There was an unusually large crowd at the airport at 5am on Thursday morning. Although I knew it was my day to travel, I didn’t know I know it was also the day local veterans were traveling to Washington, D.C. as part of the famed Honor Flight.
Even though we were headed in different directions, we all had to get through security at roughly the same time. Consequently, I had several opportunities to practice my stress management skills as the media descended upon these war heroes and threatened to derail my imminent departure.
Having been the last one to board a plane in the past, I knew what the walk of shame to my seat at the back of the plane felt like. I had no interest in experiencing it again.
Despite being a seasoned traveler, getting from here to there still unnerves me. There are many things I could do to become a better traveler. Pack less. Arrive early. Bring snacks. Have a travel buddy. Take sedatives. Stay home.
The very act of traveling means I surrender control of most things with the exception of my attitude. And I can only control that when I stay present and positive.
Thursday’s journey led me through fog in Iowa, snow in Denver, and rain in Texas. Someone had mistakenly taken my seat on the first flight. This set off the equivalent of a Chinese fire drill for the rest of us scrambling to find our assigned seats.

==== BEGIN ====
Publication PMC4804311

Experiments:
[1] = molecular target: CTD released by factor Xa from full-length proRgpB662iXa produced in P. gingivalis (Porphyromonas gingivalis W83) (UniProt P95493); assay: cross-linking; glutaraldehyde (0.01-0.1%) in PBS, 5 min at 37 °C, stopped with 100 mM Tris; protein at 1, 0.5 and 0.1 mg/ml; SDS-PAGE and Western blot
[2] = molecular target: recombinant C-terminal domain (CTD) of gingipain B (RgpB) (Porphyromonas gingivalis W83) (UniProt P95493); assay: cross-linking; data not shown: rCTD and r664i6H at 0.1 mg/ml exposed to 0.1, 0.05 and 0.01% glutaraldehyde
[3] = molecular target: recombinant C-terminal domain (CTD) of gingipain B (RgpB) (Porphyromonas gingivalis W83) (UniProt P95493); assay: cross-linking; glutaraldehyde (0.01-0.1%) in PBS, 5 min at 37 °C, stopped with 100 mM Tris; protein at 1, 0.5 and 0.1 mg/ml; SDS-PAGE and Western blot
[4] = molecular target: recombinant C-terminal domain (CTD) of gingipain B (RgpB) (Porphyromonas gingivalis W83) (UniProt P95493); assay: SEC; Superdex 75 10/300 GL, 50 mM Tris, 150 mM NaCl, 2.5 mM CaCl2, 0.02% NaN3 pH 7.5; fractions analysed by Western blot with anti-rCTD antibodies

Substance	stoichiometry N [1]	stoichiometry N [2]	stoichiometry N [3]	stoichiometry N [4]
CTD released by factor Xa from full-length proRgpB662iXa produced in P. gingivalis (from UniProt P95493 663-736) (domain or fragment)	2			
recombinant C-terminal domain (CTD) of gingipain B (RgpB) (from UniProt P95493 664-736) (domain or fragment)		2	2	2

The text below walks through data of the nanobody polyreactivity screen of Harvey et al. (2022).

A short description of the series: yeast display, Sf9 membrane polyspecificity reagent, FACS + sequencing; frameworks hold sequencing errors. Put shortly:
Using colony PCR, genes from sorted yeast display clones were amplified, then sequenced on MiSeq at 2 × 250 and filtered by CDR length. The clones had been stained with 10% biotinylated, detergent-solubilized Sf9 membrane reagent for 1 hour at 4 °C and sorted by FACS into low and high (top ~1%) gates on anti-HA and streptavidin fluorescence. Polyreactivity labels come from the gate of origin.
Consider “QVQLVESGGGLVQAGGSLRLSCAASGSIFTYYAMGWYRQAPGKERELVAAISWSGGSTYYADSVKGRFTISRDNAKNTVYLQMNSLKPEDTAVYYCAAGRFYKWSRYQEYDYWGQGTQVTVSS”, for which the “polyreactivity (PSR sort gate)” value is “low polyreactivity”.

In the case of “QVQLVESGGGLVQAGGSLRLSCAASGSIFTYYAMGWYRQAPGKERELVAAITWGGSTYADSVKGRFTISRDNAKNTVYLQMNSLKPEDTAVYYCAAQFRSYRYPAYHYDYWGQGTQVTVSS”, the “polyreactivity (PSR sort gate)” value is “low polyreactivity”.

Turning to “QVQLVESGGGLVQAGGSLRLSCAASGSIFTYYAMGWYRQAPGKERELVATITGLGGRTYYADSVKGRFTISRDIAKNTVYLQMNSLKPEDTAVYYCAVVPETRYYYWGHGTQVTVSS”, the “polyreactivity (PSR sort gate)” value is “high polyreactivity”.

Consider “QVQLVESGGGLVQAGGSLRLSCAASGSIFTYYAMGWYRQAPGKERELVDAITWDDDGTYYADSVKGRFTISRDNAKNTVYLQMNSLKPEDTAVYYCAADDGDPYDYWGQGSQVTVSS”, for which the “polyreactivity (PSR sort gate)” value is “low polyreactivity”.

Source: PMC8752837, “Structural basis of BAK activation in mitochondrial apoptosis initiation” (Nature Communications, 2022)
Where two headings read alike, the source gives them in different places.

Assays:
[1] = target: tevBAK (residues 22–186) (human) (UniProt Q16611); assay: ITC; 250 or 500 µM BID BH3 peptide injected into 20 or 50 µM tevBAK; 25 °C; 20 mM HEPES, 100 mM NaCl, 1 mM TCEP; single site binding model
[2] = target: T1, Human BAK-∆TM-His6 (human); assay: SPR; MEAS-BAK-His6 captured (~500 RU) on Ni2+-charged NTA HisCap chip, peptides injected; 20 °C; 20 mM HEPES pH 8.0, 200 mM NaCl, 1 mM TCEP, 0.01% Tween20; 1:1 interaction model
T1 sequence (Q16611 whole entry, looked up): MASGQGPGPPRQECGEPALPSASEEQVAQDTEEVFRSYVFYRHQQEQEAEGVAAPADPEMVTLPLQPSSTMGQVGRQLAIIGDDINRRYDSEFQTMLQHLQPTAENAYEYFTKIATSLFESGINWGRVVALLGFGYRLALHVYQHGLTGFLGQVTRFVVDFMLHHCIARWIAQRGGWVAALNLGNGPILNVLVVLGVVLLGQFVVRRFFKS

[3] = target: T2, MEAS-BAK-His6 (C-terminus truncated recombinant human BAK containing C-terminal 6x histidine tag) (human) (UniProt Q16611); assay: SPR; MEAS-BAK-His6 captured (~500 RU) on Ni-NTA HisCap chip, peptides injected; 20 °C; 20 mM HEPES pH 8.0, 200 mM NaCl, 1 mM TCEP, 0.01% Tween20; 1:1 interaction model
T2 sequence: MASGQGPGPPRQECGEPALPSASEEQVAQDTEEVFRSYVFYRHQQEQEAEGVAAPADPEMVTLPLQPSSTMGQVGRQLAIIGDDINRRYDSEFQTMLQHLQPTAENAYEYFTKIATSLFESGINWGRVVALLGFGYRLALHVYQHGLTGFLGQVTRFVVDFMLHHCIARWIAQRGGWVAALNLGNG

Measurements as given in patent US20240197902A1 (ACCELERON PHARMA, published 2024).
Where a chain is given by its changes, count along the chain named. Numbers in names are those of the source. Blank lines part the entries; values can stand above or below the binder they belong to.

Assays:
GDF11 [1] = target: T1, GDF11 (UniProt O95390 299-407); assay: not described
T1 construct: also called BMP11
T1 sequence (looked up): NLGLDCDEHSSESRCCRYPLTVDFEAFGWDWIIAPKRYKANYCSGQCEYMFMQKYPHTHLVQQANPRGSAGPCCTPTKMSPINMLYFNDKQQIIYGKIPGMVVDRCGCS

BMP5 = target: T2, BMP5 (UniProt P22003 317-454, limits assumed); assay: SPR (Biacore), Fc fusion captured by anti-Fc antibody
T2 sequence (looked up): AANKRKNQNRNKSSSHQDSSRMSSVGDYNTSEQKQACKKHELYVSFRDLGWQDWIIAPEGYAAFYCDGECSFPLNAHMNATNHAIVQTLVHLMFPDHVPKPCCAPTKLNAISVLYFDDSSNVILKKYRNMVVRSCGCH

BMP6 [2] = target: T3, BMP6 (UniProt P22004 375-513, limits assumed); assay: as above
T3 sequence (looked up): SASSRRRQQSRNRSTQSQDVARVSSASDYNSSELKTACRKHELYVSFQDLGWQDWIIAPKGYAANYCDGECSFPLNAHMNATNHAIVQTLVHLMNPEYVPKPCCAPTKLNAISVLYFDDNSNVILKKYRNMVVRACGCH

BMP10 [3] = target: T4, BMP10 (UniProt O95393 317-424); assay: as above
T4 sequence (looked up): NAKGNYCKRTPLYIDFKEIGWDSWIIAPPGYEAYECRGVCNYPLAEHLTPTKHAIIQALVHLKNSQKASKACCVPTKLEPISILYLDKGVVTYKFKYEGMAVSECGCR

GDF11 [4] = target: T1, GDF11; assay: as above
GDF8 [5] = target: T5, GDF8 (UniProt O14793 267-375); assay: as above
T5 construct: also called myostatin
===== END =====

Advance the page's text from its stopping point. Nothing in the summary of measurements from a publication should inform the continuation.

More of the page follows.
All of the iTunes purchases I had diligently transferred to “the cloud” were apparently stuck there, waiting to be downloaded, and were unavailable to me when I was literally in the clouds wanting to hear them.
Because I depend so heavily on my playlists to transport me to my calm and quiet place, this discovery was especially disconcerting. Fortunately, I had a few meditation apps on my phone and could listen to those as we lifted off and landed.
When things fail to go as expected I can get cranky or I can get creative.
About a week before I travel, present, or do anything outside my comfort zone, I start stressing out. About a day before lift off, I’m downright difficult and berate myself for thinking the trip, the talk, or the big event was a good idea in the first place. The truth is by this point I’m terrified, so I’m a tyrant.
But once I get to the other side, I’m deeply grateful I had the courage to leap into the unknown. For instance, Austin was a damp and gloomy place when I arrived. Because I’ve lived in Texas, I know how quickly the weather can change. And let’s face it. It’s Austin – capitol, creative mecca, home to SXSW and all things techy. What’s not to love about Austin – even on a rainy day?
When my Uber driver arrived 5 minutes after I called like clockwork and charged me $10 for the usual $35 cab ride, I realized most adventures are worth the effort required to arrange them. When the hotel let me check in at noon instead of 3pm, I knew the tide was turning. When I managed to walk around town for a couple of hours and not get lost, my confidence returned.
Suddenly the sun came out and dried up all the rain so I headed to the pool. When someone came up to me and asked, “Penny?“, I knew I was not going to be friendless for four days. An old UNI alum who I hadn’t seen since the 80s was here to attend the same coaching workshop with Martha Beck and her wonderful wayfinders that I was.